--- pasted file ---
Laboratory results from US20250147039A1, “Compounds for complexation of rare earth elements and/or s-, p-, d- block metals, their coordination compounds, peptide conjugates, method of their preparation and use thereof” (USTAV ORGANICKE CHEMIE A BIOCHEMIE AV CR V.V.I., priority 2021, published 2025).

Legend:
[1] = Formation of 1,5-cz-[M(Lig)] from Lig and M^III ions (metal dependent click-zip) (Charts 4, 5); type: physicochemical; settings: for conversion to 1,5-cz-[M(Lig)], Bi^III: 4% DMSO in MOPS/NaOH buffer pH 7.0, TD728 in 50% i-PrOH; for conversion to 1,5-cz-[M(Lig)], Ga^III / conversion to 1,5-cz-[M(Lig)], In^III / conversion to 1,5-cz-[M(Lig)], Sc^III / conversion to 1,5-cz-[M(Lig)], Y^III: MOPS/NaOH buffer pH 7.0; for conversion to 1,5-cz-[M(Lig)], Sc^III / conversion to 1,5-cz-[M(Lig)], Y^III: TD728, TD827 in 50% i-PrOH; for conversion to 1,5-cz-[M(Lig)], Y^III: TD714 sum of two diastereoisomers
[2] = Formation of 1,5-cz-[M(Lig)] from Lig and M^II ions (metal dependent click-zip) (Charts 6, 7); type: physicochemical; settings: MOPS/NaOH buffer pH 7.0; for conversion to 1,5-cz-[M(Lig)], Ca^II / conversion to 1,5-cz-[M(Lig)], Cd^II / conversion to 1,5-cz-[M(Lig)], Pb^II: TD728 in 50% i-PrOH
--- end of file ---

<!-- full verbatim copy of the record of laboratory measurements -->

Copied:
Laboratory results from US20250147039A1, “Compounds for complexation of rare earth elements and/or s-, p-, d- block metals, their coordination compounds, peptide conjugates, method of their preparation and use thereof” (USTAV ORGANICKE CHEMIE A BIOCHEMIE AV CR V.V.I., priority 2021, published 2025).

Legend:
[1] = Formation of 1,5-cz-[M(Lig)] from Lig and M^III ions (metal dependent click-zip) (Charts 4, 5); type: physicochemical; settings: for conversion to 1,5-cz-[M(Lig)], Bi^III: 4% DMSO in MOPS/NaOH buffer pH 7.0, TD728 in 50% i-PrOH; for conversion to 1,5-cz-[M(Lig)], Ga^III / conversion to 1,5-cz-[M(Lig)], In^III / conversion to 1,5-cz-[M(Lig)], Sc^III / conversion to 1,5-cz-[M(Lig)], Y^III: MOPS/NaOH buffer pH 7.0; for conversion to 1,5-cz-[M(Lig)], Sc^III / conversion to 1,5-cz-[M(Lig)], Y^III: TD728, TD827 in 50% i-PrOH; for conversion to 1,5-cz-[M(Lig)], Y^III: TD714 sum of two diastereoisomers
[2] = Formation of 1,5-cz-[M(Lig)] from Lig and M^II ions (metal dependent click-zip) (Charts 6, 7); type: physicochemical; settings: MOPS/NaOH buffer pH 7.0; for conversion to 1,5-cz-[M(Lig)], Ca^II / conversion to 1,5-cz-[M(Lig)], Cd^II / conversion to 1,5-cz-[M(Lig)], Pb^II: TD728 in 50% i-PrOH